Essay by Barry Goldstein
I grew up in a sexist country as a typical sexist guy, not particularly more or less sexist than most boys and men. I benefited from my male privilege even while being oblivious to the unearned benefits it brought. I might have remained ignorant had I not agreed to serve on the board of a battered women’s shelter in Westchester County, New York. One of my best decisions was to keep my mouth closed and listen to the women. The experience changed my career and my life.
An even bigger learning experience came when I interviewed Phyllis B. Frank for my first book and accepted her invitation to work as an instructor in a New York Model Batterer Program. We taught the classes based on oppression theory which we used in class discussions and in fitting into the role as instructors.
Oppression involves dividing groups of people and giving one group unearned privileges and the other group undeserved disadvantages. We often spoke about racism, sexism, heterosexism and classism. One of the most important lessons I learned was that most offensive behavior based on the “isms” are not the extreme behavior like unwanted touching or the most offensive language. Instead, more often we witnessed unintentional offensive behavior often based on myths and stereotypes. This is important in child custody because court professionals often harm mothers and children by subconsciously relying on popular stereotypes like the vindictive woman.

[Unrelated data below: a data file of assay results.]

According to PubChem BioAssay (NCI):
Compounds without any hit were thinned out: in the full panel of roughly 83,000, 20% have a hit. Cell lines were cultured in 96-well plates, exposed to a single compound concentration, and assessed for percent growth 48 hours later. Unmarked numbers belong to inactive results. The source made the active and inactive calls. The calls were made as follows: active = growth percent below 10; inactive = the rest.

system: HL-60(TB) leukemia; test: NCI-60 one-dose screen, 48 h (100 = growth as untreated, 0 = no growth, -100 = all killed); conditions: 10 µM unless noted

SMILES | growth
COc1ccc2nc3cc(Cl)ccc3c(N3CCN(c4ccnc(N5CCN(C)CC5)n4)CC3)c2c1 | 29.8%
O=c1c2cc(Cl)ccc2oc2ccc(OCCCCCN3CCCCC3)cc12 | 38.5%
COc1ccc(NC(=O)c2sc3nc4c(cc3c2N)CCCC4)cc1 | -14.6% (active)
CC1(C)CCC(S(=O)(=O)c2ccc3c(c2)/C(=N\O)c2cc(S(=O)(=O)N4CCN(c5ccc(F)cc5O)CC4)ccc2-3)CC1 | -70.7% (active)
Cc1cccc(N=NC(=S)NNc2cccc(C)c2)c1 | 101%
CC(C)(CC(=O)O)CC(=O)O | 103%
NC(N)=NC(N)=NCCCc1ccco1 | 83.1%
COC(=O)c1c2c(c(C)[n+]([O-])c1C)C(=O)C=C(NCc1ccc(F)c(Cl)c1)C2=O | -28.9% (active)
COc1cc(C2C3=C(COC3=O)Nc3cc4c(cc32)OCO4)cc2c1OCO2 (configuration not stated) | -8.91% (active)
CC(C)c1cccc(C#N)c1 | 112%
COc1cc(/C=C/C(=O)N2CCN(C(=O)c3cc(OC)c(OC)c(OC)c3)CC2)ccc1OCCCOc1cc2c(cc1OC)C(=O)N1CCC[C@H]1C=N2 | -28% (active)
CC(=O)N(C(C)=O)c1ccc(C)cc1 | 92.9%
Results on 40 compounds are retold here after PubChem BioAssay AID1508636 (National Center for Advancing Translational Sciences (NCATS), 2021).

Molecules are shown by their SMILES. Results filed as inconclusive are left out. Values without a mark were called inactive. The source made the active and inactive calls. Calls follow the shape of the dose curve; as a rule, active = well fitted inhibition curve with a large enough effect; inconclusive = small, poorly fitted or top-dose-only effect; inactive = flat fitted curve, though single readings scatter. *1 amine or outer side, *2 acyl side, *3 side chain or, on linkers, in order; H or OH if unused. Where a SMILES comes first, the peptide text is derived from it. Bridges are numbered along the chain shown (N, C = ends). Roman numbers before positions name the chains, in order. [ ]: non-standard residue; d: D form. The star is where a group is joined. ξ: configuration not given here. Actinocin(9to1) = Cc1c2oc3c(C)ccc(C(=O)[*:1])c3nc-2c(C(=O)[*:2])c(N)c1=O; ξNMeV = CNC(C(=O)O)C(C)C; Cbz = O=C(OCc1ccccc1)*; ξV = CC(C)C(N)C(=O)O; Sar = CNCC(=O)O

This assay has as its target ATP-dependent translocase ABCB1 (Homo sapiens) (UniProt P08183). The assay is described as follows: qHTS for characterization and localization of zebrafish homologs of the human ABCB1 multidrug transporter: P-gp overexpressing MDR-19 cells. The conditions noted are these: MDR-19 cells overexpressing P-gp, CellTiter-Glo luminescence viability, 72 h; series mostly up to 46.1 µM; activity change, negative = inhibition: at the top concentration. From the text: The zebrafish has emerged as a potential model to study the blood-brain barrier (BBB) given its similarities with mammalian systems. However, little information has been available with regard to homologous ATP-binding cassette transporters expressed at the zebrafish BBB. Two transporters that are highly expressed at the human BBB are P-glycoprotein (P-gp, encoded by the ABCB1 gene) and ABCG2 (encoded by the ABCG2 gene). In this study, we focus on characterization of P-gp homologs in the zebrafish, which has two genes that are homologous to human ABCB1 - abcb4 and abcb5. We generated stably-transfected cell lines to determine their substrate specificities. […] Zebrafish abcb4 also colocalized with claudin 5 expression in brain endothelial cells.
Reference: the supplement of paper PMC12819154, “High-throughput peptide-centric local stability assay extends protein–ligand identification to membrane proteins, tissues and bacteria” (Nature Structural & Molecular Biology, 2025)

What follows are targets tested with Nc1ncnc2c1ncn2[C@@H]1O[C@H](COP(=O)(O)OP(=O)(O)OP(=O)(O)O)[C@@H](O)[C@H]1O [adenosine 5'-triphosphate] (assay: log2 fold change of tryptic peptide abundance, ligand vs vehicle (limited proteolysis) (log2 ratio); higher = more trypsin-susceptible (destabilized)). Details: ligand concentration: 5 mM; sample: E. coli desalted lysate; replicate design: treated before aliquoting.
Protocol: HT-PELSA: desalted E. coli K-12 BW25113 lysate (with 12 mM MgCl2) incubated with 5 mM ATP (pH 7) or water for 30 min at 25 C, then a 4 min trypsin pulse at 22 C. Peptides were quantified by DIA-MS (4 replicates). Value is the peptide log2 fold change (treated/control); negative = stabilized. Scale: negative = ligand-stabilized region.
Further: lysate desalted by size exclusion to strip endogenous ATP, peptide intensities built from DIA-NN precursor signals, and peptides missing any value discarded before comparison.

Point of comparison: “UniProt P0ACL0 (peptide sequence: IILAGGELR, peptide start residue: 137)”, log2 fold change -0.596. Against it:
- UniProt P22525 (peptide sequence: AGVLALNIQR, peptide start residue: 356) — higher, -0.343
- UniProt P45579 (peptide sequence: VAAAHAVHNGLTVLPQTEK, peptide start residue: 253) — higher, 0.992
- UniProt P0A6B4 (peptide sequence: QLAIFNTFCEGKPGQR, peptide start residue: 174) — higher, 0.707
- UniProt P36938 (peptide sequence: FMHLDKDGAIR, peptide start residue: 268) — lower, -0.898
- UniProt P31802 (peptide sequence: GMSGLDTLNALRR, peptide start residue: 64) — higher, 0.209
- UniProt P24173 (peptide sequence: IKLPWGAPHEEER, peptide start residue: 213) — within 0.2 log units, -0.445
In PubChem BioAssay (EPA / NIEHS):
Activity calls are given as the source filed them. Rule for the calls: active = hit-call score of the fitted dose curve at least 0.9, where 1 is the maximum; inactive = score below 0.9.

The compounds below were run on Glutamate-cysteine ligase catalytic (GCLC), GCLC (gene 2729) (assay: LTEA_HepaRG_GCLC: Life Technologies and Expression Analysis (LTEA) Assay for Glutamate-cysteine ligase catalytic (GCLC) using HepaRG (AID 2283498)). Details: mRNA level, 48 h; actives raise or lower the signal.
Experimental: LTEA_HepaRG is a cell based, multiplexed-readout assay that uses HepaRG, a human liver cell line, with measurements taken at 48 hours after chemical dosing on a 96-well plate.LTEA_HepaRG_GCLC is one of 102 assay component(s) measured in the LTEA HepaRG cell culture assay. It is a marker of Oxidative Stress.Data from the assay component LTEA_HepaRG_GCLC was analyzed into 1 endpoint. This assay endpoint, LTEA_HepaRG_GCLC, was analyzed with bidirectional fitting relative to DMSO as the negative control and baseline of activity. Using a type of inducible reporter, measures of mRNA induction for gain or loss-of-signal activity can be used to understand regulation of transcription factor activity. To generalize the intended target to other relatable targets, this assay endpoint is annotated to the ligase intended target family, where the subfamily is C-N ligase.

Victims of oppression understand an oppression used against them because of the harm they suffer and their need to pay attention to the behavior of the privileged group for purposes of survival. Research about batterer narratives found that abusive men say it is wrong to assault a woman, but then create exceptions.
A common exception is if she is a (insert the slur). Abusers give themselves permission to assault their partners if they call them or think of them with this language. I will not use the language in this article as we have all heard the words too often. Many have a literal meaning of a woman having sex outside of marriage. The equivalent words for men doing the same thing are far more benign. Men might believe that it is no big deal to use these words, but women have experienced that it places them in danger. Court professionals almost never treat this dangerous language as significant in custody disputes.
Instructors and staff in the program often repeated that it wasn’t the intent of the offender but the impact on the victim that was important. A person from the marginalized group is in a far better position to recognize offensive behavior. It was important for the offender to respond in a way that encouraged feedback about his offense. They needed to listen to what the victim said instead of jumping in trying to explain what they meant. They did not need to apologize, but just listen, accept responsibility and commit to avoiding a repeat of the behavior. A sign on Phyllis’ door said no chastising.